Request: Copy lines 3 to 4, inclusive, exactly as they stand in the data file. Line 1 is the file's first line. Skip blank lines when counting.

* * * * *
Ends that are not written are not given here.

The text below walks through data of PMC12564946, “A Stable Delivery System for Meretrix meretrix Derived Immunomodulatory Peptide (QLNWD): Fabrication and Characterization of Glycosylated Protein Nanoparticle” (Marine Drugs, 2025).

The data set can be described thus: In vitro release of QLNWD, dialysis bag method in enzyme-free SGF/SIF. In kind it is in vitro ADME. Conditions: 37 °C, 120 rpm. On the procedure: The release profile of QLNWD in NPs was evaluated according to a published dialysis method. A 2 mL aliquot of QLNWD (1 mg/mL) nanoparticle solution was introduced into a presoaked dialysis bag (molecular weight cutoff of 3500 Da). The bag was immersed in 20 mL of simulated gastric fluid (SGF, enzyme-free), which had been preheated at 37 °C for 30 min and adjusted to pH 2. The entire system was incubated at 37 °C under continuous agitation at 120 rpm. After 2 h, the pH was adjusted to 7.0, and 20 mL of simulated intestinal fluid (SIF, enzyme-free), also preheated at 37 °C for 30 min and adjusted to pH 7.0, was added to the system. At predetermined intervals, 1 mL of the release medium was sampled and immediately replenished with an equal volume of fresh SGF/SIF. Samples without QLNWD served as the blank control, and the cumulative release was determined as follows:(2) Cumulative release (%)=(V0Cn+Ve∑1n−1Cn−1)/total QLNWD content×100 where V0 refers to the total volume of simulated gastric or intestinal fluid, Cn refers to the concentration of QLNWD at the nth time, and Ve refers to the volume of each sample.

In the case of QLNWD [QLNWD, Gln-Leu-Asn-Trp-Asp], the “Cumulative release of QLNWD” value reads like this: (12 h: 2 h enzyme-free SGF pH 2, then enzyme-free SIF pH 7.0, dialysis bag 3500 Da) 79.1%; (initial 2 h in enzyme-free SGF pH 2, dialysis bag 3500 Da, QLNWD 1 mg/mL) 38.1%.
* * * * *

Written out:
The data set can be described thus: In vitro release of QLNWD, dialysis bag method in enzyme-free SGF/SIF. In kind it is in vitro ADME. Conditions: 37 °C, 120 rpm. On the procedure: The release profile of QLNWD in NPs was evaluated according to a published dialysis method. A 2 mL aliquot of QLNWD (1 mg/mL) nanoparticle solution was introduced into a presoaked dialysis bag (molecular weight cutoff of 3500 Da). The bag was immersed in 20 mL of simulated gastric fluid (SGF, enzyme-free), which had been preheated at 37 °C for 30 min and adjusted to pH 2. The entire system was incubated at 37 °C under continuous agitation at 120 rpm. After 2 h, the pH was adjusted to 7.0, and 20 mL of simulated intestinal fluid (SIF, enzyme-free), also preheated at 37 °C for 30 min and adjusted to pH 7.0, was added to the system. At predetermined intervals, 1 mL of the release medium was sampled and immediately replenished with an equal volume of fresh SGF/SIF. Samples without QLNWD served as the blank control, and the cumulative release was determined as follows:(2) Cumulative release (%)=(V0Cn+Ve∑1n−1Cn−1)/total QLNWD content×100 where V0 refers to the total volume of simulated gastric or intestinal fluid, Cn refers to the concentration of QLNWD at the nth time, and Ve refers to the volume of each sample.

In the case of QLNWD [QLNWD, Gln-Leu-Asn-Trp-Asp], the “Cumulative release of QLNWD” value reads like this: (12 h: 2 h enzyme-free SGF pH 2, then enzyme-free SIF pH 7.0, dialysis bag 3500 Da) 79.1%; (initial 2 h in enzyme-free SGF pH 2, dialysis bag 3500 Da, QLNWD 1 mg/mL) 38.1%.